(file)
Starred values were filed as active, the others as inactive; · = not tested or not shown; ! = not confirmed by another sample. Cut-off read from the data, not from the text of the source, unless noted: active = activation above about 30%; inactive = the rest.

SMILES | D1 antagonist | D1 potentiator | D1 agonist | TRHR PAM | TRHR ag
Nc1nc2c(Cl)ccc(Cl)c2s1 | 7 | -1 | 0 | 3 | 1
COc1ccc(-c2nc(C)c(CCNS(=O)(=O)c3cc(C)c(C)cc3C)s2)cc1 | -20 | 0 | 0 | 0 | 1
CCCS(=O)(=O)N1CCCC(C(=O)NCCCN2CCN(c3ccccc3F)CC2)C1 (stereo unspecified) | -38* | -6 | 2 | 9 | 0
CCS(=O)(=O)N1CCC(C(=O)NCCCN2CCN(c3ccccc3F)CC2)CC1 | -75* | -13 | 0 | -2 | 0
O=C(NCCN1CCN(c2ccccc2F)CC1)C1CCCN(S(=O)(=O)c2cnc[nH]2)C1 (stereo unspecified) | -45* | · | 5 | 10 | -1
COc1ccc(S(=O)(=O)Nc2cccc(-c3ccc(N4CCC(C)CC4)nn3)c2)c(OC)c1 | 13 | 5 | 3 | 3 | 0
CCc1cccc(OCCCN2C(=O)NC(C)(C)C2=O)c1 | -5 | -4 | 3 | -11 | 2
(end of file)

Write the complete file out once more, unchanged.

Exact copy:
Starred values were filed as active, the others as inactive; · = not tested or not shown; ! = not confirmed by another sample. Cut-off read from the data, not from the text of the source, unless noted: active = activation above about 30%; inactive = the rest.

SMILES | D1 antagonist | D1 potentiator | D1 agonist | TRHR PAM | TRHR ag
Nc1nc2c(Cl)ccc(Cl)c2s1 | 7 | -1 | 0 | 3 | 1
COc1ccc(-c2nc(C)c(CCNS(=O)(=O)c3cc(C)c(C)cc3C)s2)cc1 | -20 | 0 | 0 | 0 | 1
CCCS(=O)(=O)N1CCCC(C(=O)NCCCN2CCN(c3ccccc3F)CC2)C1 (stereo unspecified) | -38* | -6 | 2 | 9 | 0
CCS(=O)(=O)N1CCC(C(=O)NCCCN2CCN(c3ccccc3F)CC2)CC1 | -75* | -13 | 0 | -2 | 0
O=C(NCCN1CCN(c2ccccc2F)CC1)C1CCCN(S(=O)(=O)c2cnc[nH]2)C1 (stereo unspecified) | -45* | · | 5 | 10 | -1
COc1ccc(S(=O)(=O)Nc2cccc(-c3ccc(N4CCC(C)CC4)nn3)c2)c(OC)c1 | 13 | 5 | 3 | 3 | 0
CCc1cccc(OCCCN2C(=O)NC(C)(C)C2=O)c1 | -5 | -4 | 3 | -11 | 2